National Wildlife Federation has announced that the Hawaii Wildlife Center’s native garden, located in Kapaau, is now recognized as an official Certified Wildlife Habitat site.
The property attracts a variety of birds, butterflies and other local animals by providing a wildlife-friendly landscape.
The HWC focuses on the protection of Hawaii’s native species through hands-on care, research and education and recognizes the connection between the heritage and culture of all native species, plant or animal, to the land.
The HWC native garden benefits many species of native insects and birds, plays an important role in uniting the cultural heritage with the mission of the HWC, brings community together to help native wildlife flourish and reawakens the connections to the customs and traditions of Hawaii.
The garden was planted by local community members of all ages, many of whom still dedicate their time to help maintain it.
NWF began the Certified Wildlife Habitat program in 1973, and has since certified almost 150,000 habitats nationwide. The majority of these sites represent the hard work and commitment of individuals and families providing habitat near their homes, but NWF has also certified more than 3,000 schools and hundreds of business and community sites.
Any nature enthusiast can create a certified habitat and learn the rewards of gardening for wildlife. NWF teaches the importance of environmental stewardship by providing guidelines for making landscapes more hospitable to wildlife.
In order to become certified, a property must provide the four basic elements that all wildlife need: food, water, cover and places to raise young.
In addition to providing for wildlife, certified habitats conserve our natural resources by reducing or eliminating the need for fertilizers, pesticides, and/or irrigation water, which ultimately protects the air, soil and water throughout our communities.
Habitats not only nurture year-round resident birds but also provide stopover sites for migratory birds traveling between their summer and winter ranges.
Biologist Mark Hostetier of the University of Florida says that “urban environments are an important factor in the future conservation of many species. Not only has urban sprawl grown into the paths of stopover sites on bird flyways, but the sheer volume of human development has changed the amount of area available for nesting and overwintering.”
Creating habitats not only helps wildlife, it can help reduce global warming pollution and save energy costs as well. Burning fossil fuels to heat and cool homes and maintain lawns releases carbon dioxide into the atmosphere, which is the main greenhouse gas responsible for global warming.
Replacing lawns with strategically located trees and other native vegetation can insulate homes from heat, cold and wind, reducing our heating and cooling needs and thus our carbon dioxide emissions. Unlike lawns, wildlife-friendly native plants don’t need constant maintenance from gas guzzling lawn mowers or fertilizers that require fossil fuels to manufacture.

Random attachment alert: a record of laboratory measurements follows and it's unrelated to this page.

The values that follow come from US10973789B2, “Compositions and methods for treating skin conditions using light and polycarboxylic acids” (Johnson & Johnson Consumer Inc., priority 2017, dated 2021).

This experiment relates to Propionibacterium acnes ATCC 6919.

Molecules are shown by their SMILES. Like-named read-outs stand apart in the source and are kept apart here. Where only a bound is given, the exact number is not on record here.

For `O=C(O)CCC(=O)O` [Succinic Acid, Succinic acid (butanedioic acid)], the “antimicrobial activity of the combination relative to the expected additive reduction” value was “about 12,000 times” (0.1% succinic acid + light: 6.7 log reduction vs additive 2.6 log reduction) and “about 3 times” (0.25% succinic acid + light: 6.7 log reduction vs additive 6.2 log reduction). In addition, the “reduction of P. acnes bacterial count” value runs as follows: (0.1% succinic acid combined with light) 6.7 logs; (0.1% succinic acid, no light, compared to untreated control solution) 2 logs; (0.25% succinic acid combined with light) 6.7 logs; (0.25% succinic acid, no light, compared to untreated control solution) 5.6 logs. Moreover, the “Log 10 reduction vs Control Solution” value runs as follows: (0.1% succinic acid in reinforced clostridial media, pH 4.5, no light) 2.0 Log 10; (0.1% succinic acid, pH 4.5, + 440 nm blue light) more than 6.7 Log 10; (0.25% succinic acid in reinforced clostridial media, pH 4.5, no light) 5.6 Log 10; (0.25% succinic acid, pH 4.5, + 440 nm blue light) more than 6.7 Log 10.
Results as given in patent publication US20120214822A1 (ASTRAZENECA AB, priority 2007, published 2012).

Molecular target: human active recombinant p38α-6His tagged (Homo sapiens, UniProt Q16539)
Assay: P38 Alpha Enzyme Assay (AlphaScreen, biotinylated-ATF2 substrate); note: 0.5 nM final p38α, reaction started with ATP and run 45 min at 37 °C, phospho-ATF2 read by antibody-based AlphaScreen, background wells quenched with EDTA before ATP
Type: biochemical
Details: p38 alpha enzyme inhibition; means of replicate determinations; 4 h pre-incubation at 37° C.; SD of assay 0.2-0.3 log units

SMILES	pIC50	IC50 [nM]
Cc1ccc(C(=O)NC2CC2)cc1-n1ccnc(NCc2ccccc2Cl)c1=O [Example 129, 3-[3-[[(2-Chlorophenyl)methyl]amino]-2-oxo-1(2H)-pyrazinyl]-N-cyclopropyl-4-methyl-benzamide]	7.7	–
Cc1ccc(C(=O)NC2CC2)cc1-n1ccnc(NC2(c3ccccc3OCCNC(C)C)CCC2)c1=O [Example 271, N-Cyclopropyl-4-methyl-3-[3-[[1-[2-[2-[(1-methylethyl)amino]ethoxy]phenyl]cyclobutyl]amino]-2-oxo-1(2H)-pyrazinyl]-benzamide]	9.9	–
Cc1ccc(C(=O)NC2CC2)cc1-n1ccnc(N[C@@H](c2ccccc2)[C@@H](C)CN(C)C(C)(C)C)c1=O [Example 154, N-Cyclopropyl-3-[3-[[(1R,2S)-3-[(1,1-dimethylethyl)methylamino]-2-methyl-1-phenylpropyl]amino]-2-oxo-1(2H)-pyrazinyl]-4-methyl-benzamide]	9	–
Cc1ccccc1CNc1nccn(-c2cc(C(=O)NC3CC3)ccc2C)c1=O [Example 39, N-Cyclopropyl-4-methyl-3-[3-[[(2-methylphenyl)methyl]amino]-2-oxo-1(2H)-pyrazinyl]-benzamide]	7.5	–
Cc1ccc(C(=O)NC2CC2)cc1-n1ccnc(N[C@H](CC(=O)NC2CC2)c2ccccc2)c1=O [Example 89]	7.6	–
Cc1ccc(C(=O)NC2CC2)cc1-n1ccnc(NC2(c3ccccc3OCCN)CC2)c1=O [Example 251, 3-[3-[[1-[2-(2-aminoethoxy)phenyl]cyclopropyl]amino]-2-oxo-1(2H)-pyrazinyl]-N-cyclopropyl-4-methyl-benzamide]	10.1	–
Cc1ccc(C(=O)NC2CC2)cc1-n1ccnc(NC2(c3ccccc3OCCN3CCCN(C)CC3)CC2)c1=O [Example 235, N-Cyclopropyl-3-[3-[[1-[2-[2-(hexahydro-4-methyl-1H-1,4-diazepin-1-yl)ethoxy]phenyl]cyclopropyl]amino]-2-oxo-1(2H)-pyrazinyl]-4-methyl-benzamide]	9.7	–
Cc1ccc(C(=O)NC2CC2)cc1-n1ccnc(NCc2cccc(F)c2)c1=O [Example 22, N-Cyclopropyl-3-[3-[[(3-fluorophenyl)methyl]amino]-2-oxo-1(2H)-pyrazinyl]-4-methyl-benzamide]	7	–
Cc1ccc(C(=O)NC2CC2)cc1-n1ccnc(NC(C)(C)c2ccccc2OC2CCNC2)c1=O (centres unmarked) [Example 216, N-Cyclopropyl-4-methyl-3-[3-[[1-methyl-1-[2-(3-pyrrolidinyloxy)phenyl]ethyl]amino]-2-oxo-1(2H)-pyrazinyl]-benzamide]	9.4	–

An additional benefit is that plants actually absorb carbon dioxide, helping to further reduce the amount of greenhouse gases in the atmosphere.
All of this adds up to increased areas available for wildlife habitats, reductions in levels of carbon dioxide that cause global warming, and reduced energy costs.
David Mizejewski, NWF Naturalist and spokesman said, “It’s easy to feel that there is no hope for wildlife in our modern world of smog, traffic and asphalt. But there is hope. Each of us can make our own piece of the Earth a healthy, green space that helps restore the ecological balance. Encouraging your neighbors to join with you can lead to a neighborhood or community habitat that provides wildlife with greater incentive to call your piece of the earth home.”
Participants who achieve certification receive membership in National Wildlife Federation, including a one-year subscription to the award-winning National Wildlife magazine, filled with inspiring wildlife articles and amazing nature photography. They also receive a personalized certificate, quarterly e-newsletters, a 10 percent discount on NWF catalog merchandise and are eligible to purchase a special outdoor sign designating their yard or garden as wildlife-friendly.
The mission of the National Wildlife Federation is to inspire Americans to protect wildlife for our children’s future.
The mission of the Hawaii Wildlife Center is to protect, conserve and aid in the recovery of Hawaii’s native wildlife through hands-on treatment, research, training, science education and cultural programs.
The HWC is Hawaii’s only state-of-the-art rescue, rehabilitation, research and education facility exclusively for native wildlife. It takes a very hands-on and comprehensive approach to conservation and species recovery and currently have the only facility in the state that meets all federal, state and local standards for accommodating a large-scale rescue and rehabilitation effort targeting sick, injured or oiled wildlife.
It serves all Hawaiian Islands, including the Northwestern Islands extending to Midway and Kure Atolls. It are fully permitted for the rehabilitation of all native bird species and the Hawaiian Hoary Bat.
The HWC is not a zoo or a preserve; it is a professional organization that focuses on treating and rehabilitating sick and injured native wildlife for release back into the wild.
The HWC only accepts native seabirds, shorebirds, birds of prey, waterbirds, forest birds and the Hawaiian Hoary Bat.
The HWC does not accept introduced, non-native, invasive, exotic or agricultural animals.